Tall fescue breeding can be divided into several periods. Before 1981, breeders were not aware of the importance or implications of the endophyte to tall fescue. The period of 1981 to 1995 saw an explosion in knowledge regarding the endophyte, the widespread use of E- cultivars for forage planting, and a rapid expansion in the supply and demand for improved tall fescue turf cultivars (Table 19-4). Pedersen and Sleper (1988) reviewed the changes brought about in tall fescue forage cultivar development resulting from knowledge of the endophyte. Important changes impacting cultivar development from 1996 to 2005 included strengthening of the Plant Variety Protection Act in the United States and the advent and early application of novel, nontoxic endophytes.


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Table 19-4. Trends in tall fescue breeding as indicated by forage cultivars registered by the American Society of Agronomy or the Crop Science Society of America, 1945 through 2005.


As indicated by cultivar registrations in Crop Science, virtually all tall fescue turf cultivars developed after 1980 were derived directly from advanced breeding populations as a result of recurrent selection (Table 19-5). These advanced breeding lines in turn trace back almost exclusively to ecotypes collected from old turfs in the eastern, southern, and central United States, primarily by the turf breeding program at Rutgers University. Cultivars have become the major source of base germplasm for developing advanced breeding lines and subsequently improved commercial varieties, particularly after the early 1990s. The closely related cultivars Rebel and Olympic were specifically listed in the pedigree of 44 and 8%, respectively, of all turf cultivars registered between 1981 and 2005. Some cultivars, such as Olympic Gold (Fraser et al., 2001) and Grasslands Garland (Rumball et al., 1991), were selected almost exclusively from germplasm closely or directly related to Rebel. Likewise, the forage cultivars Mozark, Penngrazer, Phyter, and Stargrazer were selected in part or entirely out of KY-31 (Alderson, and Sharp, 1994).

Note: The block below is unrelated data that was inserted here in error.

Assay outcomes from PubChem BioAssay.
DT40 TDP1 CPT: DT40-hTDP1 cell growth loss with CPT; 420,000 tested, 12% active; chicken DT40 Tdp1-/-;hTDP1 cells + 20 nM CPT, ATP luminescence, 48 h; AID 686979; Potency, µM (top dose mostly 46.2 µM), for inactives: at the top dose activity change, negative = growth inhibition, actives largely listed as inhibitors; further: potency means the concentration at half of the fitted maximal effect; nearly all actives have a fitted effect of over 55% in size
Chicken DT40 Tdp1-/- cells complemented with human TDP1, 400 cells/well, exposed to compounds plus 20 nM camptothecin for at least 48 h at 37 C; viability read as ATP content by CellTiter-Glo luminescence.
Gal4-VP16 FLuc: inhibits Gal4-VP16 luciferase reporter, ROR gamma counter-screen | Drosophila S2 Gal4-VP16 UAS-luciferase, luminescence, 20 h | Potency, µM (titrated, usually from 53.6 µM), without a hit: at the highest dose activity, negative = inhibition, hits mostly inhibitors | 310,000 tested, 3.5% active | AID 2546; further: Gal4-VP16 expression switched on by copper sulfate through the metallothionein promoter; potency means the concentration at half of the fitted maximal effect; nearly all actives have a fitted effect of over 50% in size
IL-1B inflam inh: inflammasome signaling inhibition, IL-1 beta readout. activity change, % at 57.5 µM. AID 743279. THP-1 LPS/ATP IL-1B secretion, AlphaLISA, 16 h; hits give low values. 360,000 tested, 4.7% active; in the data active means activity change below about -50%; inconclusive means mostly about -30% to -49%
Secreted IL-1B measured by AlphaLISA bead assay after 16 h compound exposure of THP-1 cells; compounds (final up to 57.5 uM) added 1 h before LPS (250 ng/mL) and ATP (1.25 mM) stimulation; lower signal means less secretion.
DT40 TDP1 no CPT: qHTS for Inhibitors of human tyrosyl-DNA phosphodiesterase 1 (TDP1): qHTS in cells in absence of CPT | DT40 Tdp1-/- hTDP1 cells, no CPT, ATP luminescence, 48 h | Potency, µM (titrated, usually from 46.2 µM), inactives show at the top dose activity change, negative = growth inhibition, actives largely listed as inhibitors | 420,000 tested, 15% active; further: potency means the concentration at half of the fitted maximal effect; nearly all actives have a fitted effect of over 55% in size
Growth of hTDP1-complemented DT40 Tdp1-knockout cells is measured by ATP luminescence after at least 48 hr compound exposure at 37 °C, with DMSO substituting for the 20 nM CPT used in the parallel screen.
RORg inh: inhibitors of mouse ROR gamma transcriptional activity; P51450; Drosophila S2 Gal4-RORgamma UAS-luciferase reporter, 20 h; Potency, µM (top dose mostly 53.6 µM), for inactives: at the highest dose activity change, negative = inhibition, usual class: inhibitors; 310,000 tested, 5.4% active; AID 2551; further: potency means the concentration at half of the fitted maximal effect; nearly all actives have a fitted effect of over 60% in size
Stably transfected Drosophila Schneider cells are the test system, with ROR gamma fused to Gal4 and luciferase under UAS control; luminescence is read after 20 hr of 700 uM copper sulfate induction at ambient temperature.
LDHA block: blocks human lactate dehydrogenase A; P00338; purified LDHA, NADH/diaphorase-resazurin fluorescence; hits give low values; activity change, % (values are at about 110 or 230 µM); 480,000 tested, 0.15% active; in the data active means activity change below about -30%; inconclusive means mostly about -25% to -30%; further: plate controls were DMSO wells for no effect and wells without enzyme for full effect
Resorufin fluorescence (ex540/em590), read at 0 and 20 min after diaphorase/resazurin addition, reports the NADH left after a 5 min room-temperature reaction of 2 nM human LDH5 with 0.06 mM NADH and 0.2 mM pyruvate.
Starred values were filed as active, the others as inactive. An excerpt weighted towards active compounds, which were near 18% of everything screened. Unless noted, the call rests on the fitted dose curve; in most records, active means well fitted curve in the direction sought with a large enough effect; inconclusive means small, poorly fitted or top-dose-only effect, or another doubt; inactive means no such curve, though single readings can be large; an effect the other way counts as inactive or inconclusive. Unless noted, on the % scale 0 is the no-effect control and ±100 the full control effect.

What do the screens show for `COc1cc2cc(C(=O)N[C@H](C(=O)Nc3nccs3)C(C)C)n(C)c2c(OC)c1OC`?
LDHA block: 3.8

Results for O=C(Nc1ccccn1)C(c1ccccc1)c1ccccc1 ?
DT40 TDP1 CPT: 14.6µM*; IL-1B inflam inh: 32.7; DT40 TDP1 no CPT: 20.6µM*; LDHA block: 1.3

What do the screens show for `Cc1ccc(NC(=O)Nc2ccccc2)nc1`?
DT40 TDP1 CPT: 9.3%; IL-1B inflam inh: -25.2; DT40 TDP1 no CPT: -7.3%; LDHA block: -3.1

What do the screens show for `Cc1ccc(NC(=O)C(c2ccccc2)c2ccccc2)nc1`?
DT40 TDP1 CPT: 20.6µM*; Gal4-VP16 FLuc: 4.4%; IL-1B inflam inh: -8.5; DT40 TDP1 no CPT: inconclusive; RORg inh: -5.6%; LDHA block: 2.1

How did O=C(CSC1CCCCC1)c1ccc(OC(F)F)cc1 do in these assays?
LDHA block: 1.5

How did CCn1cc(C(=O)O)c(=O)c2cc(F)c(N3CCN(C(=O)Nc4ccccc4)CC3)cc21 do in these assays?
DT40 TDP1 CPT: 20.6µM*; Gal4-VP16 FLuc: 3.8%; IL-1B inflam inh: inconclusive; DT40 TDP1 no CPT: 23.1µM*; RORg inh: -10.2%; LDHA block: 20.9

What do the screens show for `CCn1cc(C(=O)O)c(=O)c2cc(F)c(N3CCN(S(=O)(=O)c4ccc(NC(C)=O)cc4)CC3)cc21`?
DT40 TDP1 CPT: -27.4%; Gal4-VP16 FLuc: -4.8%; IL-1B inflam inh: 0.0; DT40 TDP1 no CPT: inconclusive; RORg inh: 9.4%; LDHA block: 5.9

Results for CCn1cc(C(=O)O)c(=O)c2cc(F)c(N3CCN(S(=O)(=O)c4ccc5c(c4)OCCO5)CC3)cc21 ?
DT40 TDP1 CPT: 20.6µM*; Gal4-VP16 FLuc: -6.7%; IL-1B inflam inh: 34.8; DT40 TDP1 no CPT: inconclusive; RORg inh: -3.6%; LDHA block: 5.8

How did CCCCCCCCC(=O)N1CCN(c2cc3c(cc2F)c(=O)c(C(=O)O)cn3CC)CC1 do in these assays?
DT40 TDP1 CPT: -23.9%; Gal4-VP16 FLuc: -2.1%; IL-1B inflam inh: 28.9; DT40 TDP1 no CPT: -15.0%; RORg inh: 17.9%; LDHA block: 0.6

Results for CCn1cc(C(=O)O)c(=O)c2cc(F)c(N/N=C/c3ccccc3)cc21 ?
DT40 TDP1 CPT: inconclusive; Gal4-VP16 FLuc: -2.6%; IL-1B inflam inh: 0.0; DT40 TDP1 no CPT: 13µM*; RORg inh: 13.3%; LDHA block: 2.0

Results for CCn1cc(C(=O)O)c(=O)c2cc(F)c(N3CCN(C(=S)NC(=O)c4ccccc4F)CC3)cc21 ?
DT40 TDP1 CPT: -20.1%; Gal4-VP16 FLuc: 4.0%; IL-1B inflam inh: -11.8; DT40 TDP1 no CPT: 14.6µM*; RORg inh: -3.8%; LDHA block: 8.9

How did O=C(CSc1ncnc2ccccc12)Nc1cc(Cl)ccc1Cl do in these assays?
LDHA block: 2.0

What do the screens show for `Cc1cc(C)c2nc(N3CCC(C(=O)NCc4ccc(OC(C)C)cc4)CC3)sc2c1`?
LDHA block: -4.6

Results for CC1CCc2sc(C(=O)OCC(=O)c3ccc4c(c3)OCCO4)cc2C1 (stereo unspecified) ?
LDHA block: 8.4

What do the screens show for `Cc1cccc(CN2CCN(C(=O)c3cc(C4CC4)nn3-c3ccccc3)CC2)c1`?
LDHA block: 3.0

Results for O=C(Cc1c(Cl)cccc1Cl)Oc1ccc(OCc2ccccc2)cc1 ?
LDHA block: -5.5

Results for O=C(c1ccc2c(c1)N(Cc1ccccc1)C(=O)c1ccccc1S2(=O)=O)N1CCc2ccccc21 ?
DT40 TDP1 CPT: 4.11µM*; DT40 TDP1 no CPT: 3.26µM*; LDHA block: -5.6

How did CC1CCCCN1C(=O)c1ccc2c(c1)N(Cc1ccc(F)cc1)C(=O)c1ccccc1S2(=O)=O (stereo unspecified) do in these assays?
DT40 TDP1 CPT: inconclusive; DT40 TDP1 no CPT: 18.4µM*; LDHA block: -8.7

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Table 19-5. Trends in tall fescue breeding as indicated by turf cultivars registered by the American Society of Agronomy or the Crop Science Society of America, 1945 through 2005. Period indicates date of registration. Percentage germplasm contribution and trait selection derived from descriptions in registration articles. Percentages may total more than 100 because of rounding.


We suspect that within the next 5 yr tall fescue breeding will enter a new era with the application of biotechnologies such as genomics and marker-assisted selection (see Chapter 21). However, we speculate that tall fescue cultivars or accompanying endophytes incorporating transgenic technology will not reach the marketplace within the next several years. In the United States and elsewhere, the challenges of strict and expensive regulatory processes pose a prohibitive barrier for marketing transgenic tall fescue cultivars in the immediate future.


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